It retrospect, this set up seemed highly coordinated with the police. But who knows? Maybe they were just trying to prevent any violence from breaking out between what looked like some kind of Nationalist group (no religious symbols that I saw) and the Marxists. But the media spin would come, as I would see.

The shouting groups went off to the east and disappeared. I turned my attention west to find the March starting and the faithful bearing witness:

We Marched for Christ the King.

Rosaries were being prayed on my right and my left. Songs and prayers. I heard chanting begin and I turned around to find the Institute of Christ the King leading:

We made it to the Supreme Court and took group pictures and walked around to St. Joseph’s Church behind the court house. Built by German immigrants, the church included a fantastic painting of the death of St. Joseph and Fr. Andrew White, S.J. and the baptism of Chitomachon, the Tayac or “Emperor of Piscataway.” A plaque stated that Robert F. Kennedy heard Mass here.

Later on I looked up this shouting group and found they were known as the “Patriot Front” and had made mysterious appearances at other pro-life events before this one. I noticed a tweet from Ron Filipkowski which I recognized from the time were standing watching them set up with all the cops in the middle of the street. I was appalled at such a misrepresentation as this was:

As I said, behind this group was about 300 yards to the beginning of the March for Life, which was already shown above. Now I became even more convinced that this “Patriot Front” were actually Feds (or Marxists) seeking to disrupt the March and get media to paint this event as some sort of “White Nationalist” movement.

As we marched, I remembered wondering if the media would swallow this whole thing in noise, manipulation, or silence. But I saw the DC construction workers stopped as we passed. They had paused their work. Was it out of respect? Some were taking pictures of the march. Even if the whole world ignored this march, it was for the sake of the “nobility and preciousness of the human person.”[1] The infinite value of converting one heart, one soul, one person… this alone made everything worth it. They saw the joy on our faces. They heard the Rosaries and the songs. They knew the “Patriot Faction” was a joke (they wore masks, not smiles).

Christendom was showing up in DC.

It’s easy to think like a utilitarian and lament the fact that so many souls are in peril. Or that so few are Catholic, or faithfully Catholic. It’s easy to put all the people into numbers. Of course, we do need statistics to analyze things sometimes.

But the preciousness and nobility of the human person is something of infinite worth. There is a transcendent character to the life of every single soul. Every person is unrepeatable.

Meditating upon this helps me forget about numbers. In times of grace I can forget these things and just respond to the value of the person in front of me. Human persons are more than the sum total of numbers. For they are immortal souls.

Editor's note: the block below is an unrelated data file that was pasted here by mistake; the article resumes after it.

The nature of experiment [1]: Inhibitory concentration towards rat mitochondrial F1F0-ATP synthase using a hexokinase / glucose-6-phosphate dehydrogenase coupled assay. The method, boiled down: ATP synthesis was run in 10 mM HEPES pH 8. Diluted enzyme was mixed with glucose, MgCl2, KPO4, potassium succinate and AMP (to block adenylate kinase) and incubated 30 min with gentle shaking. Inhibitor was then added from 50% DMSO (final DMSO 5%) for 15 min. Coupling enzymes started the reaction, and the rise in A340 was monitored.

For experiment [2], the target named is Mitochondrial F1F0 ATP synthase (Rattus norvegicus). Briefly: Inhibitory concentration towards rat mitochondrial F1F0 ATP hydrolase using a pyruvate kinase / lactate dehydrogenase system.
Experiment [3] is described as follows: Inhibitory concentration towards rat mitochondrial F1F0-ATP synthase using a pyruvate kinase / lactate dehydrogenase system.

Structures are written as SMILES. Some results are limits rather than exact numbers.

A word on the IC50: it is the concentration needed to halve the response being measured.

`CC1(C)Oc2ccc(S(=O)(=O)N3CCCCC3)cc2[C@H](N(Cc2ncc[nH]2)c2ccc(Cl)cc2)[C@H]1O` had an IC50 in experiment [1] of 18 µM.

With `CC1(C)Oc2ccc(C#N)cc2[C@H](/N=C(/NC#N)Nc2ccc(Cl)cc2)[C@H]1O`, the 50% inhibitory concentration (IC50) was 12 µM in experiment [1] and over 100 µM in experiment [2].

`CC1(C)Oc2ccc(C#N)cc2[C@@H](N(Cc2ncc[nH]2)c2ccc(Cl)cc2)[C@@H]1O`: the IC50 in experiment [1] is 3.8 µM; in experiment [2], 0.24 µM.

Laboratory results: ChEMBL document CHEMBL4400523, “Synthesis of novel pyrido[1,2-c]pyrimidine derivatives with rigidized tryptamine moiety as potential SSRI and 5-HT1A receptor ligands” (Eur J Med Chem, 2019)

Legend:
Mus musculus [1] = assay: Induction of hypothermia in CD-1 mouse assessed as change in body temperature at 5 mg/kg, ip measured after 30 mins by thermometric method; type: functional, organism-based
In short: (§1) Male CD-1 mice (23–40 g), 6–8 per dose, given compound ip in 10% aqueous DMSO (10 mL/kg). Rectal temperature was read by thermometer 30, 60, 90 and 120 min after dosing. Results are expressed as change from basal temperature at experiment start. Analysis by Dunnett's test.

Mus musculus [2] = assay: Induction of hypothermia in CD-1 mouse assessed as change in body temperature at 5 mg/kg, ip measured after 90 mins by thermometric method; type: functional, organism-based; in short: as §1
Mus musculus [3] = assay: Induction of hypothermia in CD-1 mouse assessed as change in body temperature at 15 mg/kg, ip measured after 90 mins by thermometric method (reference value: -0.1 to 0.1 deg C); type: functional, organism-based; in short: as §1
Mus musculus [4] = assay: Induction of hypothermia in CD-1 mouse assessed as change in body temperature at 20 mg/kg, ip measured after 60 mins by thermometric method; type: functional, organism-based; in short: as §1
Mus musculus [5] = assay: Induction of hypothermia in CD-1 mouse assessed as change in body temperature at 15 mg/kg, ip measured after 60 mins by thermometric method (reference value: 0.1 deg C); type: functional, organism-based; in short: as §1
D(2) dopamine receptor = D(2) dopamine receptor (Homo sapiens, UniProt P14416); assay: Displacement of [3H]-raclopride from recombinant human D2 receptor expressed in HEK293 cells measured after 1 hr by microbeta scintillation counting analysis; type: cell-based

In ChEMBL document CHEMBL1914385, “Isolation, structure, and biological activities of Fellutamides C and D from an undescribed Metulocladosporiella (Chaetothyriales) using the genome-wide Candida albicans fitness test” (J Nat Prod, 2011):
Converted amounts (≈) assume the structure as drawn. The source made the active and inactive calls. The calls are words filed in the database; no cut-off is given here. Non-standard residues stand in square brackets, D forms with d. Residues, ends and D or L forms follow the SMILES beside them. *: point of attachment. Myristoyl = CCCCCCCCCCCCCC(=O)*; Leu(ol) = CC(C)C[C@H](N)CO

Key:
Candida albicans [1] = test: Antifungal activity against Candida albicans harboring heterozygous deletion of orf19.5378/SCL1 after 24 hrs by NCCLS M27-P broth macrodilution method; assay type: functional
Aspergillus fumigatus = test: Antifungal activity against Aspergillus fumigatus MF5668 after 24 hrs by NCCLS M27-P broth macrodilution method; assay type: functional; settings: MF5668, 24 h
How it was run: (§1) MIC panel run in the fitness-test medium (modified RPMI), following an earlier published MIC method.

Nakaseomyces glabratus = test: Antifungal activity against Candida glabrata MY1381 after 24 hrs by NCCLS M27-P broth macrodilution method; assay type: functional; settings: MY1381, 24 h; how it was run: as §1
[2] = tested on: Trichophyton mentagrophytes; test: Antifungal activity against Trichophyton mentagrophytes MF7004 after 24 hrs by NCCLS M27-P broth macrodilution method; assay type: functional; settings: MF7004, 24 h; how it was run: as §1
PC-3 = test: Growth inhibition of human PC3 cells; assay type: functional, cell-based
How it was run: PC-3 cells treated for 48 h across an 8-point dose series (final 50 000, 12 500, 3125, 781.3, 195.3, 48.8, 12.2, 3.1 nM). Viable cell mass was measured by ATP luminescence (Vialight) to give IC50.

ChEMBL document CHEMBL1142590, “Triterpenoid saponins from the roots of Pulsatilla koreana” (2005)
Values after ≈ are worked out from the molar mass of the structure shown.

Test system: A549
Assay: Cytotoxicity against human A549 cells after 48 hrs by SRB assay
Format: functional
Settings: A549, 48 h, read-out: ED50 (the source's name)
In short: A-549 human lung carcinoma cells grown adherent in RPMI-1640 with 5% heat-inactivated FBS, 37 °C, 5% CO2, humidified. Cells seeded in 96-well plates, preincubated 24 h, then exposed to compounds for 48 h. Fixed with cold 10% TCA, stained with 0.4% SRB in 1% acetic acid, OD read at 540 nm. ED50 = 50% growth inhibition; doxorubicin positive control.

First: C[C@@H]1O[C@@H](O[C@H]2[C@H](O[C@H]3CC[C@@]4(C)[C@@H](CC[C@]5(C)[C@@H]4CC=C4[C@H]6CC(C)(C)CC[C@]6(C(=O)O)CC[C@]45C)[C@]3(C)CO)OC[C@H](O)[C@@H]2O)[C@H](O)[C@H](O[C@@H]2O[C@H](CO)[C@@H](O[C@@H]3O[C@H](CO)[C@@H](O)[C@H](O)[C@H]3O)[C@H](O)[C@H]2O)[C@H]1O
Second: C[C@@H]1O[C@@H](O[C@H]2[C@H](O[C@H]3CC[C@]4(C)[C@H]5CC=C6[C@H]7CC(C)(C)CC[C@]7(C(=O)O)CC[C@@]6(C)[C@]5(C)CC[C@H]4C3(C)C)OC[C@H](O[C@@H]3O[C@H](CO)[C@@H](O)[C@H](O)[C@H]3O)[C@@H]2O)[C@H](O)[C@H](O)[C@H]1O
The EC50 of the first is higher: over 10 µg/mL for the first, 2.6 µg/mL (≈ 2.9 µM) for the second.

I am reminded of the story of St. Maximilian Kolbe, when he answered the call for missions to travel to Japan. Fr. Stehlin recounts:

Every single soul has infinite value, and therefore all the effort is worth it to win even one soul for the Immaculata. And so in the year 1930 he [St. Maximilian] founded a City of the Immaculata in Japan, a project that originated in great suffering, through the cross, with many disappointments and difficulties, so that on several occasions the friars were tempted to discouragement. Once he heard a young Japanese man, who had converted there, say: ‘If you had not come, then I would still be a pagan now!’ Thereupon he wrote to his Knights:

‘These words were so full of sincerity and gratitude to the Immaculata and to us, her instruments, that immediately such thought as these sprang to my mind: Even if no one else converted besides this one man, our efforts to date would have been worthwhile and we could have sacrificed yet much more, even if it were only for one soul!’[2]

We came to DC to bear witness to the Image of God in man, and we traveled here to convert one single soul. To save one child for baptism. To convert the heart of one mother. One father.

Yet more deeply, we preached the gospel with our feet, with our songs and with our prayers. We did what we could, by grace, to defend the poor against the unborn holocaust regime. This is our duty as Christians, and we will fulfill it, by God.

Furthermore, Roe must fall.


Photo by Claire Anderson on Unsplash

[1] Dietrich von Hildebrand, Ethics (Hildebrand Project, 2020), 283.

[2] Letter to Niepokolonów, Februrary 11, 1933 in Fr. Karl Stehlin, The Immaculata Our Ideal, trans. Michael J. Miller (Kolbe Publications, 2016), 55.